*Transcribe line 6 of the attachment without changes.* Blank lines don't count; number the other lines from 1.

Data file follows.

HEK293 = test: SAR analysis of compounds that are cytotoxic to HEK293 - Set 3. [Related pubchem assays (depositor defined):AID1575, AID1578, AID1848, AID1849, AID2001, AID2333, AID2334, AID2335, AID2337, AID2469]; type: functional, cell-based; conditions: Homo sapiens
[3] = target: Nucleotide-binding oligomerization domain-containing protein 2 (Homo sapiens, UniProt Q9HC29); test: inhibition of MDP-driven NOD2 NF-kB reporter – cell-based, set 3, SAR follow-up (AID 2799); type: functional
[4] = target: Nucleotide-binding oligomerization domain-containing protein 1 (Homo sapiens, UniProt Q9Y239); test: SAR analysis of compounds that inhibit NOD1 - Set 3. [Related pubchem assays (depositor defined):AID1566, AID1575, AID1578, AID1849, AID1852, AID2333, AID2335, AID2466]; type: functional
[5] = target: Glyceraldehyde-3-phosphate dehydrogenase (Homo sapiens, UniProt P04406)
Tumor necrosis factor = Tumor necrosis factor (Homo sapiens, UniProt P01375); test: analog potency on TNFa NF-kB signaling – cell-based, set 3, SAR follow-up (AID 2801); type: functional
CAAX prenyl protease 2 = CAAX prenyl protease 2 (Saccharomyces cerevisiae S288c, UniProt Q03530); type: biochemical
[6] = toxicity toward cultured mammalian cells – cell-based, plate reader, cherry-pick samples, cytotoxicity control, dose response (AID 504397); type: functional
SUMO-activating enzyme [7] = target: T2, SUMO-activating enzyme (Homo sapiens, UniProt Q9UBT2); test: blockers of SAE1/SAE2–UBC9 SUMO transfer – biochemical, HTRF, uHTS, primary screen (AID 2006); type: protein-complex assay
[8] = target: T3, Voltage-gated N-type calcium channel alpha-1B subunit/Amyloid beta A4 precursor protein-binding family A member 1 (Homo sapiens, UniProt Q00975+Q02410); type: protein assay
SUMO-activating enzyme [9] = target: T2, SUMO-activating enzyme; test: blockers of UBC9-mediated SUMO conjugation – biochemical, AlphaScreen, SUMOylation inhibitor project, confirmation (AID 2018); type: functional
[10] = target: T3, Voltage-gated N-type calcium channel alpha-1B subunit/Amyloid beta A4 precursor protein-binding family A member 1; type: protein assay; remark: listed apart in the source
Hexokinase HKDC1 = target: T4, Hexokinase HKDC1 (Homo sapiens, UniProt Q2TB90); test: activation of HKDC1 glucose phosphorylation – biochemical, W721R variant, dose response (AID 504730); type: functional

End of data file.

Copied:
CAAX prenyl protease 2 = CAAX prenyl protease 2 (Saccharomyces cerevisiae S288c, UniProt Q03530); type: biochemical